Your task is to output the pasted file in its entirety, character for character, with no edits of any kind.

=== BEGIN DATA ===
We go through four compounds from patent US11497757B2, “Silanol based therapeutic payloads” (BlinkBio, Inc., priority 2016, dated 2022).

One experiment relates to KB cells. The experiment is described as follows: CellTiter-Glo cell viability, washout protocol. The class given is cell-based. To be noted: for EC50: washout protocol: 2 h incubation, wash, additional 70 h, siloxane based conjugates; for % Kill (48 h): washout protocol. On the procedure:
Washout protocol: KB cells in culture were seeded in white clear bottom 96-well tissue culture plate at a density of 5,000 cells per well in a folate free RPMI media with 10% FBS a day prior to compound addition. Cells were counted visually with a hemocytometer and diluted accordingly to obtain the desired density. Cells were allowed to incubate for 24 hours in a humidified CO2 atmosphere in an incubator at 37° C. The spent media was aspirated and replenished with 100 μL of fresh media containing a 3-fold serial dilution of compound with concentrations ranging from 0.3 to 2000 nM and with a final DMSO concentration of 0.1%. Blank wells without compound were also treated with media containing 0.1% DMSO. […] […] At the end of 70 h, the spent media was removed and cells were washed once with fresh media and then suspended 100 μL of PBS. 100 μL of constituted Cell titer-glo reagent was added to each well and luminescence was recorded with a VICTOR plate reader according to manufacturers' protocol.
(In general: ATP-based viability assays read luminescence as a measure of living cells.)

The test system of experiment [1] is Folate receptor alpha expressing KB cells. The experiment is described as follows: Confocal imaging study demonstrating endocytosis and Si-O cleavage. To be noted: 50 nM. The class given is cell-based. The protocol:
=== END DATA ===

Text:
We go through four compounds from patent US11497757B2, “Silanol based therapeutic payloads” (BlinkBio, Inc., priority 2016, dated 2022).

One experiment relates to KB cells. The experiment is described as follows: CellTiter-Glo cell viability, washout protocol. The class given is cell-based. To be noted: for EC50: washout protocol: 2 h incubation, wash, additional 70 h, siloxane based conjugates; for % Kill (48 h): washout protocol. On the procedure:
Washout protocol: KB cells in culture were seeded in white clear bottom 96-well tissue culture plate at a density of 5,000 cells per well in a folate free RPMI media with 10% FBS a day prior to compound addition. Cells were counted visually with a hemocytometer and diluted accordingly to obtain the desired density. Cells were allowed to incubate for 24 hours in a humidified CO2 atmosphere in an incubator at 37° C. The spent media was aspirated and replenished with 100 μL of fresh media containing a 3-fold serial dilution of compound with concentrations ranging from 0.3 to 2000 nM and with a final DMSO concentration of 0.1%. Blank wells without compound were also treated with media containing 0.1% DMSO. […] […] At the end of 70 h, the spent media was removed and cells were washed once with fresh media and then suspended 100 μL of PBS. 100 μL of constituted Cell titer-glo reagent was added to each well and luminescence was recorded with a VICTOR plate reader according to manufacturers' protocol.
(In general: ATP-based viability assays read luminescence as a measure of living cells.)

The test system of experiment [1] is Folate receptor alpha expressing KB cells. The experiment is described as follows: Confocal imaging study demonstrating endocytosis and Si-O cleavage. To be noted: 50 nM. The class given is cell-based. The protocol: